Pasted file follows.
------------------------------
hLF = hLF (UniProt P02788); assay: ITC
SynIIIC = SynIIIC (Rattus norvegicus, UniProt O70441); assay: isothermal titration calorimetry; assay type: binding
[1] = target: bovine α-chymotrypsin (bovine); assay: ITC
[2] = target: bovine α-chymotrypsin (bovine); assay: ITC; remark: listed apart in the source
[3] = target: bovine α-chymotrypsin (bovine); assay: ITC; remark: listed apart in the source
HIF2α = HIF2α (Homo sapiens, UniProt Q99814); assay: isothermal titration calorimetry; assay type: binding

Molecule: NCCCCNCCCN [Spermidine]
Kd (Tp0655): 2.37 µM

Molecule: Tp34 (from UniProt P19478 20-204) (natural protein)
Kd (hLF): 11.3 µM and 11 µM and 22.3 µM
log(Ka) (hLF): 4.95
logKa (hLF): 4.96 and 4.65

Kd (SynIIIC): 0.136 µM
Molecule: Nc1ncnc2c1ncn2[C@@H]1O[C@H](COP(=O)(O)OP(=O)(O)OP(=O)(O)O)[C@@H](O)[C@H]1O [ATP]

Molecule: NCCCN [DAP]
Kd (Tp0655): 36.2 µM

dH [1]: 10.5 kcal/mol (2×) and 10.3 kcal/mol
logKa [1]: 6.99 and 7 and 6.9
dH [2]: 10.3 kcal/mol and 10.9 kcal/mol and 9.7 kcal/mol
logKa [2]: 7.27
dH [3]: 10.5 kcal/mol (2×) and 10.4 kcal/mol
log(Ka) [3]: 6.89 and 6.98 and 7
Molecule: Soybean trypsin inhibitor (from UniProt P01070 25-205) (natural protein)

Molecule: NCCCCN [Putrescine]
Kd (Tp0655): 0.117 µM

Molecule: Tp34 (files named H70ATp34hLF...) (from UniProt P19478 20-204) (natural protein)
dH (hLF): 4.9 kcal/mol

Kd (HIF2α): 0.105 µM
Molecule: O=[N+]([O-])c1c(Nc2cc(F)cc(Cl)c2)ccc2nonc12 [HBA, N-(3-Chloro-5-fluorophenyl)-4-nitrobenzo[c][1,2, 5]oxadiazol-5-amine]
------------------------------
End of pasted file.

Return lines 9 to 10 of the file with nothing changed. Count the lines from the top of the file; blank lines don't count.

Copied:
Molecule: Tp34 (from UniProt P19478 20-204) (natural protein)
Kd (hLF): 11.3 µM and 11 µM and 22.3 µM